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Carnage after suicide bombers strike close to Damascus

At least 12 people have been killed and dozens more were injured after two suicide bombers struck close to the Syrian capital, Damascus.

Islamic State (IS) claimed responsibility for the attack, the latest to hit the predominantly Shia area in recent months.

The extremist group's Aamaq news agency said there were three attacks carried out by suicide bombers, with two wearing explosive belts while the third was in a car.

Syrian State TV said the blasts in the Sayyida Zeinab area just south of Damascus killed 12 people and wounded 55 others. T he UK-based Syrian Observatory for Human Rights said 20 people were killed and dozens were wounded in the two explosions.

The blasts came as US-backed fighters in northern Syria intensified their siege on the IS stronghold of Manbij, where tens of the thousands of civilians are trapped by the fighting.

The Syria Democratic Forces (SDF), a predominantly Kurdish group, encircled the town after capturing dozens of villages and farms near the Turkish border.

"The push toward Manbij slowed down because of fear for civilians there," said Mustafa Bali, a Syrian journalist who visited the front line.

"All telecommunications with the town have been cut."

The Observatory said tens of thousands of civilians in the town fear bombardment of residential areas at a time when most bakeries have stopped working and food is running out. It said airstrikes by the US-led coalition have killed 30 civilians, including 11 children, since SDF began its offensive on May 31.

Manbij, one of IS's largest strongholds in Syria's Aleppo province, is a waypoint on a key supply line between the extremists' de facto capital of Raqqa and the Turkish frontier.

The suburb where the bombing took place is home to a shrine by the same name, one of the most renowned in Shia Islam.

The heavily guarded shrine to Sayyida Zeinab, the daughter of the first Shia imam, Ali, and granddaughter of the Islamic Prophet Muhammad, receives thousands of pilgrims each year.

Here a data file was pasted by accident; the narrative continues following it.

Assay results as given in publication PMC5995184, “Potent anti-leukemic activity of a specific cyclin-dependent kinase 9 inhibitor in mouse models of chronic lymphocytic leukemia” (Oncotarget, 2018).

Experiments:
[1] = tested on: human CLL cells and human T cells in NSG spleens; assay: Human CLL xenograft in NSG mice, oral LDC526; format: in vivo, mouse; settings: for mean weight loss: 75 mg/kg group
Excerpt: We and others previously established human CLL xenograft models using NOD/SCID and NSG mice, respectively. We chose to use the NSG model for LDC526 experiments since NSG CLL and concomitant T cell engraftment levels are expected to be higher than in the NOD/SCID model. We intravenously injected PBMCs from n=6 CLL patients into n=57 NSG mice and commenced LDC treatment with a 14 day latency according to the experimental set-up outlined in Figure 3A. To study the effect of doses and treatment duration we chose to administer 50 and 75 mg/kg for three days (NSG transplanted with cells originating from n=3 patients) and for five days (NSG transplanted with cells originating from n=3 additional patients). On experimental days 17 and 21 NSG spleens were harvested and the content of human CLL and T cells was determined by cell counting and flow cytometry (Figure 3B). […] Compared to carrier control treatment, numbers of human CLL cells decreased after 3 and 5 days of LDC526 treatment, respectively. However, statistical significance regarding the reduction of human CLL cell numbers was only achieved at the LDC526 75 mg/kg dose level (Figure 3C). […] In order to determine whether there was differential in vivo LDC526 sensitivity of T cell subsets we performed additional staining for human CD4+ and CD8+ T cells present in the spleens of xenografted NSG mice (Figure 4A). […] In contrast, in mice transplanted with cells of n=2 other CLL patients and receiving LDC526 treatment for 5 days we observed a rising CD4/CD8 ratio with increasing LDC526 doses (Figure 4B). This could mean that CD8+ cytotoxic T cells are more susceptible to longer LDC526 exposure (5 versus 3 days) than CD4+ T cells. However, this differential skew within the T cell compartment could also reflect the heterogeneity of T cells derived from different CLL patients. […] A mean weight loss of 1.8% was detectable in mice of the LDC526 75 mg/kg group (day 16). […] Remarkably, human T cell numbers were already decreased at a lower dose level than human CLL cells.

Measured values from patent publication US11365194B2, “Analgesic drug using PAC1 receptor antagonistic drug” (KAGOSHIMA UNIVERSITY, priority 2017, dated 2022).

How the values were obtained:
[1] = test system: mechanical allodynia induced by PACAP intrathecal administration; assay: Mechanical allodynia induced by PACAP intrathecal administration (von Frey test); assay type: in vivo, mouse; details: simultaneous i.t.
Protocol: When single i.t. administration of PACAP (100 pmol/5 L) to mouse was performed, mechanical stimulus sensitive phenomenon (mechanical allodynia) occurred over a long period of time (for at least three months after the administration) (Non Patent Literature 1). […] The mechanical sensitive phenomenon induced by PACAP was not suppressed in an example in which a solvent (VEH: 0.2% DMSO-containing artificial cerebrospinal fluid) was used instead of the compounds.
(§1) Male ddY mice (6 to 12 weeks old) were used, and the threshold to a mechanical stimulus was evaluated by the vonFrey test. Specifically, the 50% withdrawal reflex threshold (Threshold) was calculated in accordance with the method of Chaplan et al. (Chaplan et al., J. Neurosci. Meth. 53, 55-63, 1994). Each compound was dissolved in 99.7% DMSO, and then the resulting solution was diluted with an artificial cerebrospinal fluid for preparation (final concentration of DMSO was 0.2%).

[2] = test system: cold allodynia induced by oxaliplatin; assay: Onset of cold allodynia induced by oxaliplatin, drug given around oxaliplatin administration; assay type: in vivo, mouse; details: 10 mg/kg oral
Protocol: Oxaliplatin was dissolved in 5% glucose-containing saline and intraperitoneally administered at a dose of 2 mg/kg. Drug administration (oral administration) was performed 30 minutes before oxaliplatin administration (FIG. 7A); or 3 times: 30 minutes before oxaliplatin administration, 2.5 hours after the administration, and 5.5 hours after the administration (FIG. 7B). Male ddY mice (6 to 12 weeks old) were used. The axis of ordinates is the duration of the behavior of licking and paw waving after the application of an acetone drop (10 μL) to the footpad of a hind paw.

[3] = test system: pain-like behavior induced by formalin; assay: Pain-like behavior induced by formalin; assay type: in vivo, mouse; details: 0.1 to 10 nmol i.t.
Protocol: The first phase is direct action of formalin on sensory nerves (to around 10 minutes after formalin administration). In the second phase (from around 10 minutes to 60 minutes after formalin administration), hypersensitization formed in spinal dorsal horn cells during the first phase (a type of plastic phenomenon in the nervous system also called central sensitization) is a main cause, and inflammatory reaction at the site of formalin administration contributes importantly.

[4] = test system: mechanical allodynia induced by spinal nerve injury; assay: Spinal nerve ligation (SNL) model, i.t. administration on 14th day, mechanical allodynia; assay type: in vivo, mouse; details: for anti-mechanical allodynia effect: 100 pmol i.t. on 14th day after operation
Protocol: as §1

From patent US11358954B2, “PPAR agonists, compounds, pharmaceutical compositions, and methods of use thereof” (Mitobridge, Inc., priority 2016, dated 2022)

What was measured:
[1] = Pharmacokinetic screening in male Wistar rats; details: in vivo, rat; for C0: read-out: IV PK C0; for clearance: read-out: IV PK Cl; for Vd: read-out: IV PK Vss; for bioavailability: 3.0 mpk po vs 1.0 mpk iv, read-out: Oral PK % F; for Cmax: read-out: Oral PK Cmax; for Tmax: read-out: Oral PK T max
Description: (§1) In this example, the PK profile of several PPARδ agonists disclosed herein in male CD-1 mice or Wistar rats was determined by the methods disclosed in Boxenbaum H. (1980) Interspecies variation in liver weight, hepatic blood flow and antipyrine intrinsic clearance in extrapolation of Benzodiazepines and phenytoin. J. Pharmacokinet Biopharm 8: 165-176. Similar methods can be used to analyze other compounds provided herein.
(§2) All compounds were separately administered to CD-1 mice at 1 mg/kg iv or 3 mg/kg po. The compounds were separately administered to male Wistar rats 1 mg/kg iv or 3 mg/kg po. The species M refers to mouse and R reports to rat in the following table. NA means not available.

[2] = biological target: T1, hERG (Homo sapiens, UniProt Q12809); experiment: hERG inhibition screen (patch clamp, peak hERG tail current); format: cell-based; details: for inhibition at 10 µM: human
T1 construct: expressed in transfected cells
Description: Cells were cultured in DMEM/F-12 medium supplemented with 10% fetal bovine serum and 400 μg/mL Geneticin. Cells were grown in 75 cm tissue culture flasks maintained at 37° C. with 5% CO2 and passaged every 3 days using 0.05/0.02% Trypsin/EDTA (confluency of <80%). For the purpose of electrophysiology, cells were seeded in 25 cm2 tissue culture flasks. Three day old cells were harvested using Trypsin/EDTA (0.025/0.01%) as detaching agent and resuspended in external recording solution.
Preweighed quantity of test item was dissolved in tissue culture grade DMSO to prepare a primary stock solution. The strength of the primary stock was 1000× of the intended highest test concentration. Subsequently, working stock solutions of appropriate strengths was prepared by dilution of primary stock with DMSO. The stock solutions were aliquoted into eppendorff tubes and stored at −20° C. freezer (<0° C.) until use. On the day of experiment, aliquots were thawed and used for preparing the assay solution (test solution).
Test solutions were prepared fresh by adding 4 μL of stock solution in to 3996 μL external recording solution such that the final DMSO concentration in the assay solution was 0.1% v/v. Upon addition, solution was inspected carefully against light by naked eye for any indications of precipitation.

State TV aired footage from the blast site, showing several vehicles and shops on fire and at least two buildings whose balconies, doors and windows had been destroyed.

Bloodstains could be seen on the debris-covered road. Fire engines rushed to the scene to extinguish fires caused by the explosions.

State news agency Sana said the first blast was caused by a suicide attacker wearing an explosives belt, while the second was the result of a suicide attacker in a car rigged with explosives.

Prime minister Wael al-Halqi blamed the "brutal massacres" on Turkey, Saudi Arabia and Qatar, which are the main supporters of the Syrian rebels trying to remove president Bashar Assad from power.

Sayyida Zeinab has been a frequent target of bombings in Syria's civil war, now in its sixth year. On April 25, a suicide car bomb struck a military checkpoint, killing eight people, and in February, a series of blasts killed at least 83 people and wounded more than 170.

In the central province of Homs, a 31-truck aid convoy from the International Committee of the Red Cross (ICRC) and the Syrian Arab Red Crescent entered the besieged town of Houla on Saturday, according to ICRC spokesman Pawel Krzysiek.

Mr Krzysiek said the trucks are carrying food for 14,200 families as well as products such as mattresses, blankets, water pumps, hygiene kits, nappies and vaccines. In March, 28 trucks carrying relief entered Houla, he said.

Earlier this week, the UN said the Syrian government had approved access to 15 of 19 besieged areas.

The UN estimates that 592,700 people live under siege in Syria, with about 452,700 of them under blockades by government forces.

Lifting sieges on rebel-held areas was a key demand by the opposition during peace talks that failed earlier this year in Geneva.


From Belfast Telegraph